It is the only full sized replica of the original Stonehenge in Britain but is also appears as the original would have looked around 1950BC. It consists of 137 stones of local pink granite and is well worth a look.

Esperance Stonehenge

Riding back into Esperance we grabbed something to eat before spending a few hours in the museum. As well as local artefacts of interest, it also has some parts of the Skylab US Space Station that crashed to Earth nearby on 12 July 1979.

One interesting anecdote is that as a trick, NASA was issued a $400,000 fine for littering. It was not paid until Californian disc jockey Scott Barley asked his listeners to donate money to clear NASAs books.

The fine was duly paid and Barley received the key to the city for his efforts. NASA, to its credit, hasn’t littered in the Shire of Esperance since the Skylab incident.

Esperance has many interesting features, two of which stood out, the whale tail sculpture and the brilliantly built clock tower, both on the waterfront.

Monday – Esperance to Albany 502km

We made a reasonably early start after refuelling our bikes and setting off towards Albany. We encountered quite a lot of road works and also met up with a couple of guys on BMWs from the Netherlands who were doing a similar trip to ours. It’s amazing how you tend to stop for fuel and eats and keep bumping into people you have met on the way.

We passed through Ravensthorpe and then remained on National Route 1 by turning left at Jerramungup.

We arrived in Albany and followed the signs to the Tourist Information Centre. But they had relocated to the High Street the previous day.

We eventually tracked them down to a temporary office in the town library. Albany was quite busy that week, but we were eventually able to get accommodation at the Albany holiday units at Middleton Beach.

Tuesday – Albany sightseeing 72km

One of our first ports of call was to ride up to Mount Clarence to the Anzac memorial and lookout. This overlooks the town and also King George Sound and Princess Royal Harbour where on 1 November 1914, 30,000 Anzac troops boarded a flotilla of assembled ships bound for the battlefields of the Great War.

Desert Mounted Corps Memorial, Albany

Little did they know at this stage that many were headed for the disastrous campaign in the Dardanelles, which was Gallipoli. We paid our respects at the memorial and also checked out the Anzac Museum which was inaugurated 100 years to that fateful day on 1 November 2014.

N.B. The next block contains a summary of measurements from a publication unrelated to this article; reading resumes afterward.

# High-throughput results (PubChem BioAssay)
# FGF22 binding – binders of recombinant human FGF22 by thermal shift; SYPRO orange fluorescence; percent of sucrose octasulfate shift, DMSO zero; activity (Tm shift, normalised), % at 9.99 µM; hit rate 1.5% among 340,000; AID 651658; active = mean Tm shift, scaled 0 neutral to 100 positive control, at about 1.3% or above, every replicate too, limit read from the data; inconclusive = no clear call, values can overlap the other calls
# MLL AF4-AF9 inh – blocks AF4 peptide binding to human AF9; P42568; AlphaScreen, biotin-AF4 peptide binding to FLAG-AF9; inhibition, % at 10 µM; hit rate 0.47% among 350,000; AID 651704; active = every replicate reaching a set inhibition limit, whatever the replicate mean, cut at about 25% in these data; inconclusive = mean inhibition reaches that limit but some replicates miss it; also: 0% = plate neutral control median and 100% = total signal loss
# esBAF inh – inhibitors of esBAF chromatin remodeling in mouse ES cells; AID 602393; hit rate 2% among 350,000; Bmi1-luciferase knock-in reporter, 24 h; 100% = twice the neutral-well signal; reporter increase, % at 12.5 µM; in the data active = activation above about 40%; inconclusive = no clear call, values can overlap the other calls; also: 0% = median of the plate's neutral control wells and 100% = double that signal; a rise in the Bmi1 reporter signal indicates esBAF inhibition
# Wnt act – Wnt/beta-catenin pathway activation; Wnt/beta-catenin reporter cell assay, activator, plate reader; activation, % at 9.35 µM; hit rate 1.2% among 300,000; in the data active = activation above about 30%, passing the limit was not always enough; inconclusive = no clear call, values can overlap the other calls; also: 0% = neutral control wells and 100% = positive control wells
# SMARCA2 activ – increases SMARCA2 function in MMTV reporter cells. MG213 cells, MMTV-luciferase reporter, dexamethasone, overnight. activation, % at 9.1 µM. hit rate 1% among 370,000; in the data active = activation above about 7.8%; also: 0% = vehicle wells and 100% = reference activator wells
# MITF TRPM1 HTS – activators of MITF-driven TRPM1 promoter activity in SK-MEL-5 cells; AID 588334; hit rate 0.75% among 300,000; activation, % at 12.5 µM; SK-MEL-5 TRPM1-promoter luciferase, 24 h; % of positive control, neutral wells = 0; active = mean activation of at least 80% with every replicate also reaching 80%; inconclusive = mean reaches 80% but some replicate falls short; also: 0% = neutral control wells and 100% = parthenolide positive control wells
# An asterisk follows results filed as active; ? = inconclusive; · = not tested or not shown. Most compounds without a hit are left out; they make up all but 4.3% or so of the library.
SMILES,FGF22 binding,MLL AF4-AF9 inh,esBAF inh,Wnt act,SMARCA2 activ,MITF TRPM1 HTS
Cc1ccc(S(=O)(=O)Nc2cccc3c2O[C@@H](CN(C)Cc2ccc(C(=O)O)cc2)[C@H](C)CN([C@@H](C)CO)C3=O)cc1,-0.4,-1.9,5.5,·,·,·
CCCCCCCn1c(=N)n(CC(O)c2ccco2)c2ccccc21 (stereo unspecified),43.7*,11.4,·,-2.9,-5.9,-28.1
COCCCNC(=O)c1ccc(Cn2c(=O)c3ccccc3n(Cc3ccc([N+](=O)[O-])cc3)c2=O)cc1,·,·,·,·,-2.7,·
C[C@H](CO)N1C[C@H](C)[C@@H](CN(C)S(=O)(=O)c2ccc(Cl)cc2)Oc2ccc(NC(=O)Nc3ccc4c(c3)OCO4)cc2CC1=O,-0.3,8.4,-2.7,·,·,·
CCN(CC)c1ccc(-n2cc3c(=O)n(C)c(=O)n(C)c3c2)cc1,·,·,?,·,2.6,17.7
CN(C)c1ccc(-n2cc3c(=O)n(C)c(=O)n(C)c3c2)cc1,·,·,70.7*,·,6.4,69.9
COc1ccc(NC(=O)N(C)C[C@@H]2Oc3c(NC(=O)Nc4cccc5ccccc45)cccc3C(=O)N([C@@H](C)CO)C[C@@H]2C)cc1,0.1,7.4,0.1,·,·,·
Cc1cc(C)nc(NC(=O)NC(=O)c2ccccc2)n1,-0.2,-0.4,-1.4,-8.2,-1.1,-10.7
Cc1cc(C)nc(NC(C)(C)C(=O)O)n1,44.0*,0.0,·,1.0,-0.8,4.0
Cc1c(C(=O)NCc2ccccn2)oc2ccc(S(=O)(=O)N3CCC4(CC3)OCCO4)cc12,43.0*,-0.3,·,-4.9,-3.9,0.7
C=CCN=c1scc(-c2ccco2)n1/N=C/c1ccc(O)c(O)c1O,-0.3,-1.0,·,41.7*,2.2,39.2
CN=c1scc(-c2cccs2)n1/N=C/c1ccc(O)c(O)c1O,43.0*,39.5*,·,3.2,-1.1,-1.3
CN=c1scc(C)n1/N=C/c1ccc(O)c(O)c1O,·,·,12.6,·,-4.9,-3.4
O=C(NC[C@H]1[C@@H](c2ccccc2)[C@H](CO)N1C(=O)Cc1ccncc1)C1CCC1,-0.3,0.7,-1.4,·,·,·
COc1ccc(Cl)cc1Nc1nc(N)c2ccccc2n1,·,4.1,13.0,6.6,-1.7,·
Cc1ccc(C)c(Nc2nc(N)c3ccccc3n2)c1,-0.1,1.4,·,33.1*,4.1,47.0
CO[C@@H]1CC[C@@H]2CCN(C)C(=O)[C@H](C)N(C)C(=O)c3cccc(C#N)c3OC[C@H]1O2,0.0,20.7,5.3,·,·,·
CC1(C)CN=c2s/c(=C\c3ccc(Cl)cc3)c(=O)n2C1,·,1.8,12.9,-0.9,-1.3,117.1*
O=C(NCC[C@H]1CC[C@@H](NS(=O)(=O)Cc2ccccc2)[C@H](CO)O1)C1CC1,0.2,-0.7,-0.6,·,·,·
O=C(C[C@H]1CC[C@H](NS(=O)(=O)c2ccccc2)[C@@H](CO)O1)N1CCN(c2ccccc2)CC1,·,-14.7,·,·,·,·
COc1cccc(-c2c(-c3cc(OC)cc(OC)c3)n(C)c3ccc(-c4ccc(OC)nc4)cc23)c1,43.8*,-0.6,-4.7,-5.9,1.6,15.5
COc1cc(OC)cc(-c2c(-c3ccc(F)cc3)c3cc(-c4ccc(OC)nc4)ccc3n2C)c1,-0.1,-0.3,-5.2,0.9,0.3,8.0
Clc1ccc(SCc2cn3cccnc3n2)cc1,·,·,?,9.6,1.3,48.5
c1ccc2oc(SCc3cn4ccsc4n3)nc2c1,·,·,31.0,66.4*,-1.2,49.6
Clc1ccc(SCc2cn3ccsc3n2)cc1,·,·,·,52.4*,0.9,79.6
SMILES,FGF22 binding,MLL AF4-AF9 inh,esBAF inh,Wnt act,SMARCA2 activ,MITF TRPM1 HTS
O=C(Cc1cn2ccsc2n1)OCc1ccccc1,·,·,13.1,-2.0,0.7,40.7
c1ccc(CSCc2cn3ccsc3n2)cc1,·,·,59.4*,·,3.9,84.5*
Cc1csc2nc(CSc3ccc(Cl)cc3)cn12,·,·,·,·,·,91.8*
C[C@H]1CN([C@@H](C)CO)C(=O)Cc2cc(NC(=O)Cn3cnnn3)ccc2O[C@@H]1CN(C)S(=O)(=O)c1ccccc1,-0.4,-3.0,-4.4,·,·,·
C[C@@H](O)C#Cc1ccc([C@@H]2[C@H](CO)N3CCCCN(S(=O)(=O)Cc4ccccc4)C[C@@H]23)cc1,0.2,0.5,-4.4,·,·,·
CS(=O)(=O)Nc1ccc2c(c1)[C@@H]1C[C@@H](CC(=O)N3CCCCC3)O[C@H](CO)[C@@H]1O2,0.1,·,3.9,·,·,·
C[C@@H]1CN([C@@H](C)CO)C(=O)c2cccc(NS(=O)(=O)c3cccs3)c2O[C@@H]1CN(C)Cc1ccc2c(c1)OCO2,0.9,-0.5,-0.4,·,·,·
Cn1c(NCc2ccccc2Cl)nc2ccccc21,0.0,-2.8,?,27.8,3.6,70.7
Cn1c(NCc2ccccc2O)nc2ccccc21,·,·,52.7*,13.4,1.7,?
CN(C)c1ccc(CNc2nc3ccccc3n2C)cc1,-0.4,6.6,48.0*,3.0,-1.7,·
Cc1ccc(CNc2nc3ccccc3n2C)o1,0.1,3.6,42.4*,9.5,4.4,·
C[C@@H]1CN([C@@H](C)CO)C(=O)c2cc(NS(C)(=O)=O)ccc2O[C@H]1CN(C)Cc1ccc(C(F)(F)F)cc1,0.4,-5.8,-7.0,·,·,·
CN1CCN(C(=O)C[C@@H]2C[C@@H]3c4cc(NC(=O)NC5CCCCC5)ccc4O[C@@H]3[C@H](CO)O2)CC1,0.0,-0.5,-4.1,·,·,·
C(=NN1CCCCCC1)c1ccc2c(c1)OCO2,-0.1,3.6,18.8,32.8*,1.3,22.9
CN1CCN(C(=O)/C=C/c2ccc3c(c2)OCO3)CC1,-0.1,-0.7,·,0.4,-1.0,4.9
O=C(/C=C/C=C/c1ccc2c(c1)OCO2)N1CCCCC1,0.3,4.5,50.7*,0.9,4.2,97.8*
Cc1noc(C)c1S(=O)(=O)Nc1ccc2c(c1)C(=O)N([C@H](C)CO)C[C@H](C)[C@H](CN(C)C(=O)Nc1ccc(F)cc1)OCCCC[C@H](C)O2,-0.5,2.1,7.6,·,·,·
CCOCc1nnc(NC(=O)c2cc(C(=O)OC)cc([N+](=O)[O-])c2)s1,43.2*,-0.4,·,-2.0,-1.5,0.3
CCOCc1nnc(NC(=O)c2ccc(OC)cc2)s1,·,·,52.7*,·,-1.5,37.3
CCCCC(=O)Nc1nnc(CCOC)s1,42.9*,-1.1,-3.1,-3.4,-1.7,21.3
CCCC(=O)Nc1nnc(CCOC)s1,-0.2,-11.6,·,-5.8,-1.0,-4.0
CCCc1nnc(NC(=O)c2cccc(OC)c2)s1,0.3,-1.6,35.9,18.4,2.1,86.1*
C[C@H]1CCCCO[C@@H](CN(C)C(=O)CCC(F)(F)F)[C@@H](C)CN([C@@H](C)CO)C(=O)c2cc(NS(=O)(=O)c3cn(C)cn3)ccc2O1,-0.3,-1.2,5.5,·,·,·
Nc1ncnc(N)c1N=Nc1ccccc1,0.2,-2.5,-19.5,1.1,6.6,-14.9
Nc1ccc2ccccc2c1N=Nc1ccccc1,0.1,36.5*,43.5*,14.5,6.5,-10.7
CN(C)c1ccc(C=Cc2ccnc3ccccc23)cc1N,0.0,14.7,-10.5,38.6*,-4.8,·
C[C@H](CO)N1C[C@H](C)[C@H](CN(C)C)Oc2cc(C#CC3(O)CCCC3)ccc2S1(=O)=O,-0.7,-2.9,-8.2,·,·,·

We then made the trip out to the Blow Holes and the Gap and Natural Bridge which are notoriously dangerous natural phenomena along this rugged coast.

Recently viewing platforms and walkways have been built for the safety of visitors and sightseers but some fishermen still risk going out on the rocks. Some unlucky ones have been known to be swept off the rocks by freak waves that seem to happen quite frequently along this coast.

Wednesday – Albany to home 547km

We awoke on the last morning to pouring rain and a forecast of it continuing for most of the day. So it was don the wet weather gear and grin and bear it.

We headed north on Albany Highway but shortly after Mount Barker we turned off the highway and travelled north towards Frankland River and onto Boyup Brook where we stopped for coffee and to remove our wet weather gear as it was fine there.

After refreshments, it was on to Donnybrook, Bunbury and a lunch stop at Spill the Beans Café in Halls Head, just out of Mandurah. Two friends, Ian Moon and Gary Johnson, met us there and rode the last 100km home.

Finally, it was a great little trip and break with John who was a fine travelling companion.

We are now looking to another odyssey in the near future.

Top tips:

Anybody contemplating a trip like this can vary it to suit their time frame. If you don’t fancy long kilometres between stops, a more leisurely approach can be done with stops at Merredin or Southern Cross between Perth and Kalgoorlie, Norseman between Kalgoorlie and Esperance and Hopetoun or Bremer Bay between Esperance and Albany.

Home to Perth from Albany has numerous routes so it comes down to personal choice. There’s a lot to see in this big state, so why not get out and enjoy it as we did.